FROST, William (d.c.1408), of York.
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Family and Education
Escheator, Yorks. 30 Nov. 1388-12 Dec. 1390.
Commr. of inquiry, Yorks. May 1389 (lands of John Lokton), Nov. 1389 (petition of Michael de la Pole for the restitution of his father’s estates), Nov. 1391 (lands of John Lokton), York Dec. 1391, Nov. 1399 (abuses at St. Leonard’s hospital), May 1400 (goods of Simon Quixley†), Oct. 1401 (sluices), July 1405 (goods of a murderer), June 1406 (concealments); gaol delivery, Beverley Feb., Sept. 1392;2 oyer and terminer, Yorks. Feb. 1397 (weirs in river Ouse), York Feb. 1403 (appeal of murder); to collect and deliver royal loans July 1400; take the city of York into the King’s hands June 1405; raise royal loans June 1406.
Mayor, York 3 Feb. 1396-8, 1400-4, 3 June 1406-3 Feb. 1407.3
Dep. keeper of the civic liberties, York 3 June-25 Aug. 1405; jt. keeper 25 Aug. 1405-3 June 1406.
Collecto. of taxes, Yorks. (E. Riding) Dec. 1407, (W. Riding) Jan. 1408.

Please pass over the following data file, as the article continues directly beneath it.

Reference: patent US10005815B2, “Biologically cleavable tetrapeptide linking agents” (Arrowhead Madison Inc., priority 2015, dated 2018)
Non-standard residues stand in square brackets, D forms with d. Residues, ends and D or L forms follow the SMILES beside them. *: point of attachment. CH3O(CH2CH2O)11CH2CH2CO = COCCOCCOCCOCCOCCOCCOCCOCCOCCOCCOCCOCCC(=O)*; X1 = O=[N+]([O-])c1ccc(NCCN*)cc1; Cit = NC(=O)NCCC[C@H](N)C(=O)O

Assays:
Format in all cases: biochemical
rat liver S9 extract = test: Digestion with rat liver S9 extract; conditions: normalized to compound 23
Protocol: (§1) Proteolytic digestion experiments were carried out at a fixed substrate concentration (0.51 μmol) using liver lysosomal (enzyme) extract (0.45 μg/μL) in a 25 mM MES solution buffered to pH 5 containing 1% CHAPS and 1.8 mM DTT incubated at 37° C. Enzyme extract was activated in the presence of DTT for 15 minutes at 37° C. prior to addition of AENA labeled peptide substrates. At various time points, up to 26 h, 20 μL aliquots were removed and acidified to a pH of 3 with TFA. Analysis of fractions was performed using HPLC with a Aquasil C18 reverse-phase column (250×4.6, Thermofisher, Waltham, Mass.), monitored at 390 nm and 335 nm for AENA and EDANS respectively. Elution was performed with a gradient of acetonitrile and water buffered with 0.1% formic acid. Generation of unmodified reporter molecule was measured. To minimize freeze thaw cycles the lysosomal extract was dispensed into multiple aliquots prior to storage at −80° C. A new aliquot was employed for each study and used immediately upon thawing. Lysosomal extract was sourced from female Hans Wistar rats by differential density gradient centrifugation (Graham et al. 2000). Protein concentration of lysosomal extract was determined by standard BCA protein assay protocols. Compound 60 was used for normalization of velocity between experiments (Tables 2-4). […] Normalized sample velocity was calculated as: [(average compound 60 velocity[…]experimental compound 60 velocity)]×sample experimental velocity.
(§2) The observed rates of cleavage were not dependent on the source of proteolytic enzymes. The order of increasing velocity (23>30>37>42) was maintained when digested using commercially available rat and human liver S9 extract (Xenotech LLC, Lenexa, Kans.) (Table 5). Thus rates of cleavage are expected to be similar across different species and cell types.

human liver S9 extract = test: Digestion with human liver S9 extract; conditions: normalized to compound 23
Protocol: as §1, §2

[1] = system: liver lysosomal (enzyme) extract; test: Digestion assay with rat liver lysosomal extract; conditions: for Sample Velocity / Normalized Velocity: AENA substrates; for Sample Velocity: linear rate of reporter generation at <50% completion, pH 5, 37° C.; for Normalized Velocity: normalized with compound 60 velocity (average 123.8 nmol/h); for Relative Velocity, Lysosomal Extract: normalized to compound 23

Although he Although he was, without doubt, the most influential figure to represent York in our period, Frost’s origins and background are surprisingly obscure. He was almost certainly a kinsman of Walter Frost†, who not only served twice as mayor of Kingston-upon-Hull and five times as MP for the borough during the late 14th century, but was also steward of Beverley for Richard II. The pair of them were named together, in September 1388, as farmers of two Yorkshire manors recently confiscated from John Lokton by the Lords Appellant in the previous Parliament, so they clearly maintained close personal ties. Walter had at least five children (one of whom married the wealthy York merchant, Thomas Holme*); and, although it is just possible that William was another of his offspring, hitherto overlooked by genealogists and local historians, circumstantial evidence points more convincingly towards an uncle-nephew relationship. Certainly, in 1390, one Thomas Frost of Beverley (who may be identified as Walter’s brother) joined with his own son and grandson, both of whom were called William, in obtaining seisin of extensive property in and around Great Driffield. There is, unfortunately, now no means of telling if, as seems quite likely, the son later sat for York in Parliament, but we can, at any rate, be sure of our Member’s strong early connexions with Beverley. That he belonged to the middle ranks of the Yorkshire gentry is, moreover, confirmed by his appointment to the escheatorship, which was, in fact, made in 1388 while Walter Frost still held royal office. Given the normal course of events, William’s career would probably have continued along these fairly predictable lines. He had already witnessed the occasional deed for his neighbours, and in 1383 he had pledged the not inconsiderable sureties of 500 marks on behalf of a friend who had assaulted the King’s clerk, Richard Ravenser. But as yet he possessed neither the wealth nor the inclination to become involved in the affairs of the mercantile elite of York, and it was through his wife that he rose to occupy such an important place in civic life.4